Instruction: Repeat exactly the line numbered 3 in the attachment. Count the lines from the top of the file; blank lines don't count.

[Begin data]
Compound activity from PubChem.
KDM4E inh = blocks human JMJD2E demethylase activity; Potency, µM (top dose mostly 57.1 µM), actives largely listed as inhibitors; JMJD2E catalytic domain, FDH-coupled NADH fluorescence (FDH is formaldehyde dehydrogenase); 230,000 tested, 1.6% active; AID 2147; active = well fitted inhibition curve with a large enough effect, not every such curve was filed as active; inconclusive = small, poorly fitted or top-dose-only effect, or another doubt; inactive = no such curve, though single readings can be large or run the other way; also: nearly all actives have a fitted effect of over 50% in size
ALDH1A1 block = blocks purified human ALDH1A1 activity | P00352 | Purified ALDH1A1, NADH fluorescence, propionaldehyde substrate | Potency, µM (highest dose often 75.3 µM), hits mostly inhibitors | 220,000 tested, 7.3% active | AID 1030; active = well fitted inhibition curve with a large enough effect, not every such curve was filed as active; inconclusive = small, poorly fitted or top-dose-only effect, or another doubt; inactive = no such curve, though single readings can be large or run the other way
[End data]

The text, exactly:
ALDH1A1 block = blocks purified human ALDH1A1 activity | P00352 | Purified ALDH1A1, NADH fluorescence, propionaldehyde substrate | Potency, µM (highest dose often 75.3 µM), hits mostly inhibitors | 220,000 tested, 7.3% active | AID 1030; active = well fitted inhibition curve with a large enough effect, not every such curve was filed as active; inconclusive = small, poorly fitted or top-dose-only effect, or another doubt; inactive = no such curve, though single readings can be large or run the other way